“Gone all over, I bet.”
We drove in silence for a bit. While we’d been inside the jail, the blue sky had turned gray. The temperature had dropped a good ten degrees. The air felt like it was made of wet tin foil. No question—snow was coming.
“Bigs had a shot at going to Colby. They told him if he spent a year at community college getting his grades up just north of acceptable, they’d hold him a place on next year’s baseball team. So, he buckled down.” He looked over at me with eyebrows raised in confirmation. “He did. Went to school days, worked nights.”
“So what happened?”
“Company he worked for shitcanned everyone. Then after a month, they offered them their jobs back. It’s that cannery right over there.” As we rolled over a small bridge, he pointed to a beige brick building along the banks of the Androscoggin River. “Only the unskilled labor got the offer; the skilled labor just got dumped. But the company offered the unskilled their jobs back at half their previous hourly wage. No bennies, no insurance, no nothing. But plenty of overtime if they wanted it, long as they didn’t expect time and a half or any of that commie bullshit. So he takes the job back, Bigs. To make his rent and pay for school? He’s working seventy-hour weeks. And going to school full-time. So guess how he stays awake?”
He nodded as he turned into the parking lot of his law firm. “The shit that cannery pulled? Companies pulling that all over town, all over the state. And the meth business? Well, that’s booming.”
We got out of his car and stood in the cold parking lot. I thanked him and he shrugged it off, a guy far more comfortable with criticism than praise.
“He did a piece-of-shit thing, Bigs did, but until he started tweeking, he was not a piece of shit.”
“Don’t make it right what he did,” he said, “but it didn’t come from a vacuum.”
I shook his hand. “I’m glad he’s got you looking out for him.”
He shrugged that compliment off, too. “Over a fucking car.”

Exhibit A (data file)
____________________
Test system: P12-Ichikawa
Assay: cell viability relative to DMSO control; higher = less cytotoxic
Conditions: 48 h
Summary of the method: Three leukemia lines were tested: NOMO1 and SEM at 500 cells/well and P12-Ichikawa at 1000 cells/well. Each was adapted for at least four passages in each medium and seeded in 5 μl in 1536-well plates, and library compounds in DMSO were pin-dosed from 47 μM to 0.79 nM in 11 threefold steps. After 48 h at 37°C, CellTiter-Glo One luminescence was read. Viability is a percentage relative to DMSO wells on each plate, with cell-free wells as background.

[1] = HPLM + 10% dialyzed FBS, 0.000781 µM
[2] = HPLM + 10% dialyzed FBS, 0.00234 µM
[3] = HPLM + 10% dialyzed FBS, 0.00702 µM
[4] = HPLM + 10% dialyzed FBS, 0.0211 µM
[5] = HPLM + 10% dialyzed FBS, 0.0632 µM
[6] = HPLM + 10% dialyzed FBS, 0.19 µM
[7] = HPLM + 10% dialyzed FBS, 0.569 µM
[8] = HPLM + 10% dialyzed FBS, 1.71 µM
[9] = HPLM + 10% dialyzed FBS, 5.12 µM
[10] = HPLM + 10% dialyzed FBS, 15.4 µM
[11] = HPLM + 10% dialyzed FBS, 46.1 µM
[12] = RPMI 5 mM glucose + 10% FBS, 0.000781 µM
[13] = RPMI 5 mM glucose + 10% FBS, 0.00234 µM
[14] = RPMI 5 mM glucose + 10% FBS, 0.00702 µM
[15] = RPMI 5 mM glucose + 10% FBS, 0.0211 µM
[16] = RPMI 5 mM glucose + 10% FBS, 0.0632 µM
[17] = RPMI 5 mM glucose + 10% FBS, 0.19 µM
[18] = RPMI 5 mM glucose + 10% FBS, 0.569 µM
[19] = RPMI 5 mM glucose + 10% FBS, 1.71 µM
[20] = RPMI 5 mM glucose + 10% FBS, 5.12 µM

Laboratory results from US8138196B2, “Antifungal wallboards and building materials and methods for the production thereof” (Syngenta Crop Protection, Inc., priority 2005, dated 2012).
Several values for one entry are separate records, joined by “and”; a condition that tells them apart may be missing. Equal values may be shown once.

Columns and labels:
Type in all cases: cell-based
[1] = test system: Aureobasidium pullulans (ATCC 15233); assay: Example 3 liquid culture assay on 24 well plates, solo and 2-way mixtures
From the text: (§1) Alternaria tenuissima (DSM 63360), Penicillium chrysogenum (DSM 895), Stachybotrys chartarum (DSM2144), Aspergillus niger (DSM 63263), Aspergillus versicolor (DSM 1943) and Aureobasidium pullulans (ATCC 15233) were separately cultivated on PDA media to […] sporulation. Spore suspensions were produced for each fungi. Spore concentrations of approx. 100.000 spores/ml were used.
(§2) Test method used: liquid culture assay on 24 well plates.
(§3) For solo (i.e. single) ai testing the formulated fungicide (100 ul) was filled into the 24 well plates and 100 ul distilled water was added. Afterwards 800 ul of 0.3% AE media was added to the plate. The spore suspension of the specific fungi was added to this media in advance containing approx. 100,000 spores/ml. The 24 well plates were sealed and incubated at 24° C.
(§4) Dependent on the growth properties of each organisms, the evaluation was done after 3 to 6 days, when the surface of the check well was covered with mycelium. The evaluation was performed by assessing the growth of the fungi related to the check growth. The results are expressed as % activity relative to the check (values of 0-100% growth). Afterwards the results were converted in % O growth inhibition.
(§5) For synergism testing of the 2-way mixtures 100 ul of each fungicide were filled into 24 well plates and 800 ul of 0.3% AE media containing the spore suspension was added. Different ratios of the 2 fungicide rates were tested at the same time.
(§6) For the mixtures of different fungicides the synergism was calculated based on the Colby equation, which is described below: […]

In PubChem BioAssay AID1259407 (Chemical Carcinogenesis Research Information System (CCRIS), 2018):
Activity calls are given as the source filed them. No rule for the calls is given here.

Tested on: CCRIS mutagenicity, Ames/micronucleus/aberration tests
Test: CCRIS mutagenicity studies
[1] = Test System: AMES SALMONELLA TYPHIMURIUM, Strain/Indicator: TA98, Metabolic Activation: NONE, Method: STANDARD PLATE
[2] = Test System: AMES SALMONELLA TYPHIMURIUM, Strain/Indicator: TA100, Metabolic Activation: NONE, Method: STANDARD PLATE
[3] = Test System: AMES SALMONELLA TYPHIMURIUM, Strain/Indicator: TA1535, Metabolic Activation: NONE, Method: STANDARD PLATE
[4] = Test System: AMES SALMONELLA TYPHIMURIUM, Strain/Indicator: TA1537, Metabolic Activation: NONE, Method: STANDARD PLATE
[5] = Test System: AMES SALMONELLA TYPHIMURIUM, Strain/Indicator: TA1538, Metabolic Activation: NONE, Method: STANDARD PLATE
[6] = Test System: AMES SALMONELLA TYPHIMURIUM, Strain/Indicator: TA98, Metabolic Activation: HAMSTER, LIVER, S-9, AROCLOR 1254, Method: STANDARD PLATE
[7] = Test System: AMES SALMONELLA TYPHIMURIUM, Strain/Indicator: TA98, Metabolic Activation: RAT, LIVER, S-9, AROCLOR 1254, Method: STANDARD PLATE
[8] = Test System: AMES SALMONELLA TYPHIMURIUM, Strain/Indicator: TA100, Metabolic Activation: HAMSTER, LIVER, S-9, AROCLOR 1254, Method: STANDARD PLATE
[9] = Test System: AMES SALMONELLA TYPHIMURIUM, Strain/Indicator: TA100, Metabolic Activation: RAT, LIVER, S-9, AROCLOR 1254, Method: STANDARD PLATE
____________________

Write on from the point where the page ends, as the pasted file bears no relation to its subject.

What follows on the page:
“Over a fucking car,” I said and got into my own car and drove off.
At a rest stop just over the Massachusetts border, I stopped for something to eat and sat in my car with it and opened my laptop on the front seat. I tapped my keyboard to bring it out of sleep mode. A pleasant tingle coursed over my scalp. When I reached the home page for IntelSearchABS, I entered my user name and password and clicked my way to the Individual Search Records page. A little green box waited there for me. It asked for a name or alias. I clicked on NAME.
Angie would kill me. I was supposed to be done with this rogue shit. I’d gotten my laptop back. I’d gotten my laptop bag and my picture of Gabby. I’d gotten my answers about Peri Pyper. It was over and done with. I could walk away.
I remembered Peri and myself having drinks at the Chili’s in Lewiston and the T.G.I. Friday’s in Auburn. Less than a year ago. We’d traded childhood anecdotes, argued over sports teams, jabbed each other for our political differences, quoted movies we both loved. There was zero connection between her whistle-blowing and her getting shot by some dumb, fucked-up kid in a parking lot at three in the morning. No connection whatsoever.
But it’s all connected.
This should not be about that, a voice said. You’re just pissed off. And when you’re pissed off, you lash out.
I leaned back in my seat, closed my eyes. I saw Beatrice McCready’s face—pained and prematurely aged and possibly crazed.
Another voice said, Don’t do this.
That voice sounded uncomfortably like my daughter’s.